Vice President of Diversity and Inclusion Mekbib Gemeda said diversity has improved over the last 6 years. The schools has doubled the number of minorities in the MD program in the past 2 years — reaching 20% of the last two classes — and has increased the number of underrepresented minorities in their other programs. They have also established a mentoring community, Gemeda said.
      Dr. William Elwood, who worked with others on the layout for the 1984 yearbook, told CNN that photos for personal pages were chosen by the individual student.
      “They were submitted in a sealed envelope with their name on it to the yearbook staff, to be put on their page,” Elwood told CNN.

      Covington high school student, lawyers prepare for possible libel fight, release video of ‘the truth’

      More than 50 media organizations, celebrities and politicians were sent letters from lawyers representing the Covington Catholic High School student seen in a controversial viral video — the first step in a possible libel and defamation lawsuit — and the teen’s legal team also released a 15-minute video that they say shows “the truth” about his interactions at last month’s March For Life.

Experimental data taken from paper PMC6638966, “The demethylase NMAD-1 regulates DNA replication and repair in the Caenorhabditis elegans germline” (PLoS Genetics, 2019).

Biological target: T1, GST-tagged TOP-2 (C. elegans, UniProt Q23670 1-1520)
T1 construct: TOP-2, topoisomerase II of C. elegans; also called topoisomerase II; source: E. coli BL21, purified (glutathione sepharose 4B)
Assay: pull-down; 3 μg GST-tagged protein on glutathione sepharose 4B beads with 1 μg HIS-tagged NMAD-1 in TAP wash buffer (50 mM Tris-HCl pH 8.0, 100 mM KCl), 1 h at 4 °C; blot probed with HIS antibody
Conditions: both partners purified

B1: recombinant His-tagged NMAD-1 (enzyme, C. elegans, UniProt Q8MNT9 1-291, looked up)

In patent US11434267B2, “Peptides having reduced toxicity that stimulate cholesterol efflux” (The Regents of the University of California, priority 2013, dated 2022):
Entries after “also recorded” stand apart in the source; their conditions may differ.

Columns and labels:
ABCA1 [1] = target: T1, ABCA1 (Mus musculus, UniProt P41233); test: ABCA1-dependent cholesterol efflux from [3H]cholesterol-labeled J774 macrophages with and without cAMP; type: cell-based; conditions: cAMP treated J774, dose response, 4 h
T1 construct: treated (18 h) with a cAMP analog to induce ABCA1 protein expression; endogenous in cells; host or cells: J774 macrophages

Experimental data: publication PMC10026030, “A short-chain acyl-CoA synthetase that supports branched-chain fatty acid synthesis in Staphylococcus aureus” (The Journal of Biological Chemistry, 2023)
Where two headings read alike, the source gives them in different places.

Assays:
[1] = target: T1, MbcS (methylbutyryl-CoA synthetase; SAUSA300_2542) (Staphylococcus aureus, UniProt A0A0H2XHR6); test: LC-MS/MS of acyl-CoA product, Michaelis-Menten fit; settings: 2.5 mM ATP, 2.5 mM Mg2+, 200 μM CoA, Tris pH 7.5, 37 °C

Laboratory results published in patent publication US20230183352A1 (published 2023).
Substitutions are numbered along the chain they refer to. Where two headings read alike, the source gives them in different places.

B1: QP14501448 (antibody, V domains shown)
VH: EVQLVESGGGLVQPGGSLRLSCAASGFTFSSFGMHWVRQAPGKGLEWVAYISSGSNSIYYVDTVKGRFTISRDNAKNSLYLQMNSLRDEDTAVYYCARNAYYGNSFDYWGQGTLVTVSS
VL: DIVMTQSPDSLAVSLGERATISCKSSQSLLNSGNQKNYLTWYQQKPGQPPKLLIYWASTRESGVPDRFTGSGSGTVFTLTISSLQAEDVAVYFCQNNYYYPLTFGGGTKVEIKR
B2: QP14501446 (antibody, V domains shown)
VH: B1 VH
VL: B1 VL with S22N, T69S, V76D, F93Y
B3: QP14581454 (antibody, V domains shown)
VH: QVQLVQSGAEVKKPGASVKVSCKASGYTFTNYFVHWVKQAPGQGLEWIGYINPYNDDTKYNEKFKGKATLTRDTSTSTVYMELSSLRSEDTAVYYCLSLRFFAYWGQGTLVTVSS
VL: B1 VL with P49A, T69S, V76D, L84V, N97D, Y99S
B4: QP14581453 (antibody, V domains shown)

Sen. Elizabeth Warren, D-Mass., actors Alyssa Milano and Jim Carey, media organizations CNN, the New York Times and the Washington Post and the Diocese of Covington were among the dozens recently sent preservation letters, the text of which advised the parties not to destroy any documents in connection with the case. The Cincinnati Inquirer first reported on Friday the initial list of organizations, and attorney Todd McMurtry confirmed to Fox News on Monday that more organizations or individuals could also receive letters.

      “It’s an enormous pool of possible defendants,” he said, adding only one party had responded to the letter, though he did not say which.

      COVINGTON BISHOP APOLOGIZES FOR PREMATURELY CONDEMNING STUDENTS IN VIRAL INCIDENT WITH NATIVE AMERICAN ELDER

      McMurtry, of the Hemmer DeFrank Wessels law firm in Ft. Mitchell, Kentucky, is part of the legal team representing Nick Sandmann, the Kentucky teenager vilified online after a viral video widely misrepresented him allegedly harassing a Native American man following a pro-life demonstration on Jan. 18 at the Lincoln Memorial in Washington, D.C.